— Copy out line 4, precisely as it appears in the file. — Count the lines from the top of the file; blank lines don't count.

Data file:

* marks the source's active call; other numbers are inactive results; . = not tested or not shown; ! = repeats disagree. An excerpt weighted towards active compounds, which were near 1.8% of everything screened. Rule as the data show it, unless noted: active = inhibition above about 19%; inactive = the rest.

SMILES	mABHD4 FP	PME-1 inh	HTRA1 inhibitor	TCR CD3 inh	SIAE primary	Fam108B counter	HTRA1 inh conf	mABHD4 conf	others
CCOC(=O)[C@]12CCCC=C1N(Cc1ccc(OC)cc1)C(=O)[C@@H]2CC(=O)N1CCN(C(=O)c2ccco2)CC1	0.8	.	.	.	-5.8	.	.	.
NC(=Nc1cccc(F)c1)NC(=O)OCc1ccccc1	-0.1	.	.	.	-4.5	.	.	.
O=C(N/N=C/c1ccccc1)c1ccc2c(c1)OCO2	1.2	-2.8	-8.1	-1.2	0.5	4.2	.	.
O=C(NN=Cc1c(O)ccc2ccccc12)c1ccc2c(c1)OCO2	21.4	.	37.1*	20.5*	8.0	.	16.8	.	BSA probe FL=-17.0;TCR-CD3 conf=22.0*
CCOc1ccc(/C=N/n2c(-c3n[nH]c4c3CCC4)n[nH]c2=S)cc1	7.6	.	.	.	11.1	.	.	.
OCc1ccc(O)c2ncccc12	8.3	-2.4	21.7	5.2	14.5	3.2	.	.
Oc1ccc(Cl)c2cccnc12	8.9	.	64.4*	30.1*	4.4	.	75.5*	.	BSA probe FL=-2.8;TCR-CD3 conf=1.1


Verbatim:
NC(=Nc1cccc(F)c1)NC(=O)OCc1ccccc1	-0.1	.	.	.	-4.5	.	.	.